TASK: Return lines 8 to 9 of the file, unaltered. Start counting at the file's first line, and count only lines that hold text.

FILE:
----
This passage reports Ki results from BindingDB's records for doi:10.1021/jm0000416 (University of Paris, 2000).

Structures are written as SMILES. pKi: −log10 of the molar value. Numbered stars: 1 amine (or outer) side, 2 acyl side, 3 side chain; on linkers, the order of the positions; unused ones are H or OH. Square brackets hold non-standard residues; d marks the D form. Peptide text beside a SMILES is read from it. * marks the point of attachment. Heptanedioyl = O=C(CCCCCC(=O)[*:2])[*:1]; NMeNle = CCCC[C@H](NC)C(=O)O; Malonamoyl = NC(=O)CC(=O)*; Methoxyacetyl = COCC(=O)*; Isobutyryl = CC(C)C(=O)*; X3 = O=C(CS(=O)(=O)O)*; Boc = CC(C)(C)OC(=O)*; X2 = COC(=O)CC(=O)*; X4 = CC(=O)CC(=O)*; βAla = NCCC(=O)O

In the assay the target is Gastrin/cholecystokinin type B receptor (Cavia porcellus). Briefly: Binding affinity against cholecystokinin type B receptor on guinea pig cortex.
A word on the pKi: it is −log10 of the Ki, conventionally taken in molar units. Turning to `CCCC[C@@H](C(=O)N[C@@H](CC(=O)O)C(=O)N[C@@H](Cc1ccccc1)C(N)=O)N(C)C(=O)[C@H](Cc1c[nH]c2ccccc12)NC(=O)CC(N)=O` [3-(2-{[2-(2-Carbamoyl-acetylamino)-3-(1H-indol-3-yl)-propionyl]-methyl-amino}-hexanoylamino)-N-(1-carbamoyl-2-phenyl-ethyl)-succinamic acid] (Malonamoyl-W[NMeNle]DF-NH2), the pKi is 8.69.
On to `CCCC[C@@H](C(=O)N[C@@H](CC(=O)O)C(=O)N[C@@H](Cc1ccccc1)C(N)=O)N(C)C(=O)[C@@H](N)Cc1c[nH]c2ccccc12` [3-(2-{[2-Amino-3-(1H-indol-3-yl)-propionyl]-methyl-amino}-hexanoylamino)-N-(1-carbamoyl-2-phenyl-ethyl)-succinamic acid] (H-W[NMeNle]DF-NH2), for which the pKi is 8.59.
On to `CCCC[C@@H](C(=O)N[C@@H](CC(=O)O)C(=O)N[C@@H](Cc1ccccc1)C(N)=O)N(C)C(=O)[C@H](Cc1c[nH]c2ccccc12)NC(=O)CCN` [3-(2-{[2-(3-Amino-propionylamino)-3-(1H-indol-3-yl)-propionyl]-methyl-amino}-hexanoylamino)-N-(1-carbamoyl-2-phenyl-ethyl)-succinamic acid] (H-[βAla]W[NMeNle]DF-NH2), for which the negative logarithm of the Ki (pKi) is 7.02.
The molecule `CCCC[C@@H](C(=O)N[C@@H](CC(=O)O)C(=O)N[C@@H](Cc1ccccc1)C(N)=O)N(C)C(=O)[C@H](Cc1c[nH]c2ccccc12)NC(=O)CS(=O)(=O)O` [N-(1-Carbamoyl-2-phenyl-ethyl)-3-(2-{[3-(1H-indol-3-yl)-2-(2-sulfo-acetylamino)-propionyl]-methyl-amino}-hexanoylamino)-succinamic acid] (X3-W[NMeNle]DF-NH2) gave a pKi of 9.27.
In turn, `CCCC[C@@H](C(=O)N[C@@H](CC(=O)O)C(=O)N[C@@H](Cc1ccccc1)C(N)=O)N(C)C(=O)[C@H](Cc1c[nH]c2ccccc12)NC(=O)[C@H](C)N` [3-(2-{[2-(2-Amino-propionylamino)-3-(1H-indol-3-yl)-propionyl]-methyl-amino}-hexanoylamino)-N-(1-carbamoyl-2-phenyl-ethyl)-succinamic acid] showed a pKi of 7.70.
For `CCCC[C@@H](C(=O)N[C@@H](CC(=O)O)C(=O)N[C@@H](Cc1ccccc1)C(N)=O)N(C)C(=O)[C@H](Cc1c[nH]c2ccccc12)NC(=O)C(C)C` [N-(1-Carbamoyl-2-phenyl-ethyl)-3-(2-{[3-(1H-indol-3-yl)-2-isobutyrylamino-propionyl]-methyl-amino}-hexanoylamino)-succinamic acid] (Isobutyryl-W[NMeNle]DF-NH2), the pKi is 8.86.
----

In turn, `CCCC[C@@H](C(=O)N[C@@H](CC(=O)O)C(=O)N[C@@H](Cc1ccccc1)C(N)=O)N(C)C(=O)[C@H](Cc1c[nH]c2ccccc12)NC(=O)[C@H](C)N` [3-(2-{[2-(2-Amino-propionylamino)-3-(1H-indol-3-yl)-propionyl]-methyl-amino}-hexanoylamino)-N-(1-carbamoyl-2-phenyl-ethyl)-succinamic acid] showed a pKi of 7.70.
For `CCCC[C@@H](C(=O)N[C@@H](CC(=O)O)C(=O)N[C@@H](Cc1ccccc1)C(N)=O)N(C)C(=O)[C@H](Cc1c[nH]c2ccccc12)NC(=O)C(C)C` [N-(1-Carbamoyl-2-phenyl-ethyl)-3-(2-{[3-(1H-indol-3-yl)-2-isobutyrylamino-propionyl]-methyl-amino}-hexanoylamino)-succinamic acid] (Isobutyryl-W[NMeNle]DF-NH2), the pKi is 8.86.